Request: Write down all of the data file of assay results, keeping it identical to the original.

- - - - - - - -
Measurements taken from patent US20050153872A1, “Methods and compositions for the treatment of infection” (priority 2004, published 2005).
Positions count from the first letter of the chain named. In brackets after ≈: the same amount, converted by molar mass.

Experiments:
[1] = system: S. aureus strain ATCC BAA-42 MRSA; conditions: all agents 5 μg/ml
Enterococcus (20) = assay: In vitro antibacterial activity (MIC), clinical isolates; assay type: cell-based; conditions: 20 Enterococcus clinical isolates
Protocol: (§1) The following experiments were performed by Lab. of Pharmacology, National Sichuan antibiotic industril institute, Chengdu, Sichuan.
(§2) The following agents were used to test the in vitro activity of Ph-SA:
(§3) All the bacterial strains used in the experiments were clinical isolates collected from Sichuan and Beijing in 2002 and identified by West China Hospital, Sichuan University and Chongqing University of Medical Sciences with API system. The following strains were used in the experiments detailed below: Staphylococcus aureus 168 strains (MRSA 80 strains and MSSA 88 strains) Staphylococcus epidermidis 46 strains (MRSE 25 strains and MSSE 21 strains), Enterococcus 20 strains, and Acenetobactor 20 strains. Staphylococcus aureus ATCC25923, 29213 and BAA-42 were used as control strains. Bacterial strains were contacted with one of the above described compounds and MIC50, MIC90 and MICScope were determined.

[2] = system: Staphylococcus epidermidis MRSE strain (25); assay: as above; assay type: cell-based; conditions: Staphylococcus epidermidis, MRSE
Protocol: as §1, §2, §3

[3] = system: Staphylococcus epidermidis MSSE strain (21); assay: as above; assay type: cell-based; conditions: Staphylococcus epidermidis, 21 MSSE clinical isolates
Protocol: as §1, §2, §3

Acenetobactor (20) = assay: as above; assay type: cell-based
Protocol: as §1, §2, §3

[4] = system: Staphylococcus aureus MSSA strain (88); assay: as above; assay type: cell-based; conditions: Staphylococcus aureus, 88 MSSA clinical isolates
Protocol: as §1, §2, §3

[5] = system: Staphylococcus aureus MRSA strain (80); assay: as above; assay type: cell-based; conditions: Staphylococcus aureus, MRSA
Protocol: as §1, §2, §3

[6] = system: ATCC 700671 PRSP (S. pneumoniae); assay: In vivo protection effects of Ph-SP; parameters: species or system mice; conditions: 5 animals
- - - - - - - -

Measurements taken from patent US20050153872A1, “Methods and compositions for the treatment of infection” (priority 2004, published 2005).
Positions count from the first letter of the chain named. In brackets after ≈: the same amount, converted by molar mass.

Experiments:
[1] = system: S. aureus strain ATCC BAA-42 MRSA; conditions: all agents 5 μg/ml
Enterococcus (20) = assay: In vitro antibacterial activity (MIC), clinical isolates; assay type: cell-based; conditions: 20 Enterococcus clinical isolates
Protocol: (§1) The following experiments were performed by Lab. of Pharmacology, National Sichuan antibiotic industril institute, Chengdu, Sichuan.
(§2) The following agents were used to test the in vitro activity of Ph-SA:
(§3) All the bacterial strains used in the experiments were clinical isolates collected from Sichuan and Beijing in 2002 and identified by West China Hospital, Sichuan University and Chongqing University of Medical Sciences with API system. The following strains were used in the experiments detailed below: Staphylococcus aureus 168 strains (MRSA 80 strains and MSSA 88 strains) Staphylococcus epidermidis 46 strains (MRSE 25 strains and MSSE 21 strains), Enterococcus 20 strains, and Acenetobactor 20 strains. Staphylococcus aureus ATCC25923, 29213 and BAA-42 were used as control strains. Bacterial strains were contacted with one of the above described compounds and MIC50, MIC90 and MICScope were determined.

[2] = system: Staphylococcus epidermidis MRSE strain (25); assay: as above; assay type: cell-based; conditions: Staphylococcus epidermidis, MRSE
Protocol: as §1, §2, §3

[3] = system: Staphylococcus epidermidis MSSE strain (21); assay: as above; assay type: cell-based; conditions: Staphylococcus epidermidis, 21 MSSE clinical isolates
Protocol: as §1, §2, §3

Acenetobactor (20) = assay: as above; assay type: cell-based
Protocol: as §1, §2, §3

[4] = system: Staphylococcus aureus MSSA strain (88); assay: as above; assay type: cell-based; conditions: Staphylococcus aureus, 88 MSSA clinical isolates
Protocol: as §1, §2, §3

[5] = system: Staphylococcus aureus MRSA strain (80); assay: as above; assay type: cell-based; conditions: Staphylococcus aureus, MRSA
Protocol: as §1, §2, §3

[6] = system: ATCC 700671 PRSP (S. pneumoniae); assay: In vivo protection effects of Ph-SP; parameters: species or system mice; conditions: 5 animals